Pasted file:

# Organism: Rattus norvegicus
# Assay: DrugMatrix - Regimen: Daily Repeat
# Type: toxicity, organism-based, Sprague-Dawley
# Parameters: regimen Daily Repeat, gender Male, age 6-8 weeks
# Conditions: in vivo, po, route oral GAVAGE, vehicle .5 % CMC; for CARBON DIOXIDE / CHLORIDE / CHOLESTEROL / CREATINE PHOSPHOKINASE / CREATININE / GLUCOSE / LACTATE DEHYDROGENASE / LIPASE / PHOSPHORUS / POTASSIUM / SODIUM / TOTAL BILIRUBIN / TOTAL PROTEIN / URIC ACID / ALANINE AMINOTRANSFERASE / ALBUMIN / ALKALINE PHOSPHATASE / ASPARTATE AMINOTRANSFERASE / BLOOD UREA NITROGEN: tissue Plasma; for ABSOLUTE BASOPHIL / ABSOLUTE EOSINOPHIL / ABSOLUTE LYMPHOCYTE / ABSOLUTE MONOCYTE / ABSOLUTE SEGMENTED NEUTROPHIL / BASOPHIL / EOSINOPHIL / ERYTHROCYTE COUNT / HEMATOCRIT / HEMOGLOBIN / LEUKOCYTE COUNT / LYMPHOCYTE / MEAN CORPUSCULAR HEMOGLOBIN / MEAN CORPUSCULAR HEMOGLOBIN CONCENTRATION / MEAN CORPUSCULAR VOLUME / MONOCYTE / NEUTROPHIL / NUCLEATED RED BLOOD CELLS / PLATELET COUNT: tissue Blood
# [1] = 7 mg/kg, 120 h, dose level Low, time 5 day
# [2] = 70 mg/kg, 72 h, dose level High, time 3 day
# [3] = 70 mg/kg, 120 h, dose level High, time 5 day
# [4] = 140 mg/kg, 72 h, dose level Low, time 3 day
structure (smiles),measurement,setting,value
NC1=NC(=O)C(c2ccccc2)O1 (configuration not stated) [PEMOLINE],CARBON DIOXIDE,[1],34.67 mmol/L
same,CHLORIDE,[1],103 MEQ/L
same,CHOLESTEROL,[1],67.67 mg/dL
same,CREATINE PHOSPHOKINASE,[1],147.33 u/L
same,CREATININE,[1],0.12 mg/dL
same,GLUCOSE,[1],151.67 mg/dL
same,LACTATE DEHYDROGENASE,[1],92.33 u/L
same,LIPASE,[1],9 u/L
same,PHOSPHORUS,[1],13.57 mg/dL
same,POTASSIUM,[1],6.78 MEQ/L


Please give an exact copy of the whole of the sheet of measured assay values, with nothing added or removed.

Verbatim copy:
# Organism: Rattus norvegicus
# Assay: DrugMatrix - Regimen: Daily Repeat
# Type: toxicity, organism-based, Sprague-Dawley
# Parameters: regimen Daily Repeat, gender Male, age 6-8 weeks
# Conditions: in vivo, po, route oral GAVAGE, vehicle .5 % CMC; for CARBON DIOXIDE / CHLORIDE / CHOLESTEROL / CREATINE PHOSPHOKINASE / CREATININE / GLUCOSE / LACTATE DEHYDROGENASE / LIPASE / PHOSPHORUS / POTASSIUM / SODIUM / TOTAL BILIRUBIN / TOTAL PROTEIN / URIC ACID / ALANINE AMINOTRANSFERASE / ALBUMIN / ALKALINE PHOSPHATASE / ASPARTATE AMINOTRANSFERASE / BLOOD UREA NITROGEN: tissue Plasma; for ABSOLUTE BASOPHIL / ABSOLUTE EOSINOPHIL / ABSOLUTE LYMPHOCYTE / ABSOLUTE MONOCYTE / ABSOLUTE SEGMENTED NEUTROPHIL / BASOPHIL / EOSINOPHIL / ERYTHROCYTE COUNT / HEMATOCRIT / HEMOGLOBIN / LEUKOCYTE COUNT / LYMPHOCYTE / MEAN CORPUSCULAR HEMOGLOBIN / MEAN CORPUSCULAR HEMOGLOBIN CONCENTRATION / MEAN CORPUSCULAR VOLUME / MONOCYTE / NEUTROPHIL / NUCLEATED RED BLOOD CELLS / PLATELET COUNT: tissue Blood
# [1] = 7 mg/kg, 120 h, dose level Low, time 5 day
# [2] = 70 mg/kg, 72 h, dose level High, time 3 day
# [3] = 70 mg/kg, 120 h, dose level High, time 5 day
# [4] = 140 mg/kg, 72 h, dose level Low, time 3 day
structure (smiles),measurement,setting,value
NC1=NC(=O)C(c2ccccc2)O1 (configuration not stated) [PEMOLINE],CARBON DIOXIDE,[1],34.67 mmol/L
same,CHLORIDE,[1],103 MEQ/L
same,CHOLESTEROL,[1],67.67 mg/dL
same,CREATINE PHOSPHOKINASE,[1],147.33 u/L
same,CREATININE,[1],0.12 mg/dL
same,GLUCOSE,[1],151.67 mg/dL
same,LACTATE DEHYDROGENASE,[1],92.33 u/L
same,LIPASE,[1],9 u/L
same,PHOSPHORUS,[1],13.57 mg/dL
same,POTASSIUM,[1],6.78 MEQ/L